Not satisfied with American wins, Naylor is going global.
“Black Jack Blues won the big race at Far Hills,” Naylor said of the journeyman horse. “I’m looking forward to running him in Japan.”
Since 1999, Japan has hosted the most expensive steeplechase race in the world, The Nakayama Grand Jump held each year in April. It is a 2 5/8 mile race worth more than $1.5 million. However, American horses have failed to make a good showing there since its inception. Almost all the winning horses are Japanese racers or have Japanese connections.
Part of the problem is that the footing can be deep, and unlike American steeplechasing, the horses must break from a start gate. In addition, the travel takes its toll on the horses. American steeplechasers traditionally run on firmer conditions and to ask a horse that early in the season to take on such a race is very difficult. Plus an American horse has to qualify which means they need to be in country by March or earlier.
Naylor and Delozier have nominated Black Jack Blues for the race and qualifier.
But he’s not stopping there; he has plans in England too.
“I have a horse, Alfa Beat,” Naylor said. “He’s in training for the 2012 English Grand National and is being trained by John Hanlon.”
For Naylor and Delozier, the 2012 steeplechase season should be a busy one.
Voss 2011 Leading U.S. Steeplechase Trainer
Atlanta Hall’s Tom Voss (Monkton, MD) was the nation’s leading steeplechase trainer for 2011, the fifth time he has earned the title (the most recent in 2002). Ironically, it was not necessarily one his best seasons, with only 16 wins earning $384,070. In fact, according to the Steeplechase Times, it is the lowest victory total in almost 40 years, since Jonathan Sheppard earn the title with only 15 jump race wins.
Sheppard and Voss seem to frequently trade the title back and forth, and this year they were certainly running neck and neck over the line.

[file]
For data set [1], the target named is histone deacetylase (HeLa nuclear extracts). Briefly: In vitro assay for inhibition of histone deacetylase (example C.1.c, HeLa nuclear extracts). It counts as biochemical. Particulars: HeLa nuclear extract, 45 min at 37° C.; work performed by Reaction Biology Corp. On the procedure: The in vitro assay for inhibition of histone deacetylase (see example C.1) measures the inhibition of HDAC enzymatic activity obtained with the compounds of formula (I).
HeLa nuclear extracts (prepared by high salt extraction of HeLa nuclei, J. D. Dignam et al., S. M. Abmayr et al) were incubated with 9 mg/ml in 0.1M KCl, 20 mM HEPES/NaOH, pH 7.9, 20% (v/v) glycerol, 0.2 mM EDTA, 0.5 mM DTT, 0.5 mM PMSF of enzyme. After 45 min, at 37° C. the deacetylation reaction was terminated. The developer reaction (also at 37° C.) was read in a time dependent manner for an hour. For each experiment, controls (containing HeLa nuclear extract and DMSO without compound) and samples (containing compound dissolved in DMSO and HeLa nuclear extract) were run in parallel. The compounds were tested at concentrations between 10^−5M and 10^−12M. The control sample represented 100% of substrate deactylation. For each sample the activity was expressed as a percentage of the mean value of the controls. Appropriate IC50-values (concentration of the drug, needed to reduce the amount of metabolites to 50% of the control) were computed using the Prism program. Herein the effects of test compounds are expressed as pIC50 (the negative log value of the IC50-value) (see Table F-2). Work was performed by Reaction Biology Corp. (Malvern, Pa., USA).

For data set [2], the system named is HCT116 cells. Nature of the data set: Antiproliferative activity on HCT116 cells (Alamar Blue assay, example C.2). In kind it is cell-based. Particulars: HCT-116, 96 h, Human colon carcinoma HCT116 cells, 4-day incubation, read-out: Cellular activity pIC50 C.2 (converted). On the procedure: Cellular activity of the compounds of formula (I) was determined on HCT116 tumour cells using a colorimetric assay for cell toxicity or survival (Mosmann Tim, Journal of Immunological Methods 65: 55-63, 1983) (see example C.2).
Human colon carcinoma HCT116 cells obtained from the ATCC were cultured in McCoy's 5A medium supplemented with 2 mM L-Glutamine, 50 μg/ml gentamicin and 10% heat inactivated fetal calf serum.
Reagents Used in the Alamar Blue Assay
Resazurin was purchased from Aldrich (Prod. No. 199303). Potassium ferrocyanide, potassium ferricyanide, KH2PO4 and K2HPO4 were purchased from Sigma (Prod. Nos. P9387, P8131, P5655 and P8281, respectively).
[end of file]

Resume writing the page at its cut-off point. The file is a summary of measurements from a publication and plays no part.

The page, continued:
Steeplechase Times succinctly summarized the Voss season thus:
Built three-win lead after spring season, but endured winless summer at Saratoga, and entered fall season tied with Sheppard atop leaderboard. Two-win swing in Charleston feature (Voss’ Tizsilk beat Sheppard’s Air Maggy by a nose) proved to be the difference. Won 3-year-old championship with Wanganui, the stable’s only stakes winner.
Voss lost 25 races in a row between Fair Hill and Shawan Downs, didn’t win a race with 2010 champion Slip Away, lost eventual New York Turf Writers Cup winner Mabou to a claim at Saratoga.
But, at the end of the season, it was Voss on top…because that is horse racing.
Maryland-bred Wanganui is 2011 NSA Champion Three-Year Old
Wanganui was bred by Mimi Voss and is now owned again by Mimi in partnership with Betty Merck and races in Merck’s silks for The Fields Stable. The half-brother of champion mare Guelph, Wanganui helped to ensure that trainer Tom Voss (of course) was the top NSA trainer of the year by winning his only two starts, stakes at Far Hills and Camden, to earn $30,000 and win the NSA Three-Year Old champion division.
We know his bloodlines! His bloodlines reek of great Maryland Thoroughbreds! Wanganui is by Love of Money (who stands at Northview and ranks as the leading two-year-old sire of flat horses in the Mid-Atlantic region for 2011) and out of Distant Drumroll by Eastern Echo, one of the great stallions who stood at Shamrock, who upon his death in 2004 was represented by 22 stakes winners, including grade I winners Buddy Gil and Swiss Yodeler. No surprise that Wanganui can jump! Eastern Echo is a son of the great Maryland sire Damascus, to whom many a great jumping (eventing and steeplechase) Thoroughbreds reach back.
Interesting trivia: according to Steeplechase Times, Wanganui was named after a New Zealand city (in Maori, the word means big bay or bay harbor).
National Timber Champion by Earnings: Bon Caddo
After being winless in 2010, Bon Caddo came back with a vengeance in 2011, winning the My Lady’s Manor Steeplechase and the Virginia Gold Cup. The ten-year-old bay gelding also finished second in the Pennsylvania Hunt Cup, earning $73,500 for the year. He is owned by Charles and Barbara Noell’s Merriefield Farm in Monkton and is trained by Dawn Williams. Williams trains the horse out of Bruce Fenwick’s facility, Belmont Farm, in the Worthington Valley of Baltimore County, and keeps fit by foxhunting and horse showing.
The Steeplechase Times summarized Bon Caddo’s season thus:
With 2011 came expectations, and Bon Caddo opened with a point-to-point win at Piedmont for new jockey Blair Wyatt. The Canadian-bred captured the My Lady’s Manor timber stakes in April and added the Virginia Gold Cup in May.
With Wyatt watching from the sidelines for the autumn, Bon Caddo went to the International Gold Cup in October as the favorite, and lost jockey Jody Petty. They made up for it with a second in the season’s final timber stakes, the Pennsylvania Hunt Cup, in November. The latter performance, and its $6,300, was enough to win the championship by $8,200 over Maryland Hunt Cup winner Private Attack.